Disease of spine, hip or other lower extremity joints judged by the investigator to be contributing to the pain in the index knee (e.g. sciatica, nerve pain, hip OA). Note: Patients with contralateral knee replacement, or hip replacement in either hip, may be enrolled provided there is sufficient pain relief after knee replacement or hip replacement that analgesics are not required
Untreated symptomatic injury of the index knee (e.g., acute traumatic injury, anterior cruciate ligament injury, clinically symptomatic meniscus injury characterized by mechanical issue such as locking or catching)
Presence of surgical hardware or other foreign body intended to treat arthritis or cartilage-related pathology in the index knee. Note: this does not include small hardware (e.g. screws)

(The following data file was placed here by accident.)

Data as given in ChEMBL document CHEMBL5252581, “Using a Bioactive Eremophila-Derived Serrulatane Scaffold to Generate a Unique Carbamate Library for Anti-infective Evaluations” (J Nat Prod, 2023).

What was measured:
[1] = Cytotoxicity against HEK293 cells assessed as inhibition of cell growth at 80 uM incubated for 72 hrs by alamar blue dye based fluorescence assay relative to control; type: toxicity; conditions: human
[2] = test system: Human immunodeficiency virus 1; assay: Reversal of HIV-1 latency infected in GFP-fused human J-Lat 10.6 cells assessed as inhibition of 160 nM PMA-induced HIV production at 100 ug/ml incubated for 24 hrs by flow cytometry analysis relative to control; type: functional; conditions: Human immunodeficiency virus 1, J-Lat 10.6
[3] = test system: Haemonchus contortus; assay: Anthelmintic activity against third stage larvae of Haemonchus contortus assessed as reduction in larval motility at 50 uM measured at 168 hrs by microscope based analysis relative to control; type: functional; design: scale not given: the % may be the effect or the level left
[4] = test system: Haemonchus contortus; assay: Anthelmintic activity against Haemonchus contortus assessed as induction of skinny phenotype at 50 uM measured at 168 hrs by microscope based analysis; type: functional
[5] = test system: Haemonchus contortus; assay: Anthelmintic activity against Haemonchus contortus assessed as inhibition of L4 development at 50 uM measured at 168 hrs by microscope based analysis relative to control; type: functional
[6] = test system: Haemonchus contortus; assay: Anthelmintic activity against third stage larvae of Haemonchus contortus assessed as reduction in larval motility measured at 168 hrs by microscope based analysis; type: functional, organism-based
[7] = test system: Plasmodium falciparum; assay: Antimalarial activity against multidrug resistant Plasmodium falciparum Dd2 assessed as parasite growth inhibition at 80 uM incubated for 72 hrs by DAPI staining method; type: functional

Presence of venous or lymphatic stasis in the index leg
Orally administered systemic steroid use within 2 weeks prior to screening
Planned/anticipated surgery of the index knee during the study period
Major surgery of the index knee within 12 months prior to screening
Minor surgery (e.g. arthroscopy) of the index knee within 6 months prior to screening
Any documented clinically significant degree of cognitive impairment or other condition, finding, or psychiatric illness at screening, which, in the opinion of the investigator, could compromise patient safety or interfere with the assessment of the safety and treatment effects of the study injection
Pregnant or nursing mothers or women planning to become pregnant during the time they will be participating in the study
Know hypersensitivity (allergy) to hyaluronan (sodium hyaluronate) preparations
Previously documented failed treatment with OOT or Sinovial
Known drug or alcohol dependence currently or within the last year
Use of any investigational drug or device within 30 days prior to screening
Use of any investigational biologics within 60 days prior to screening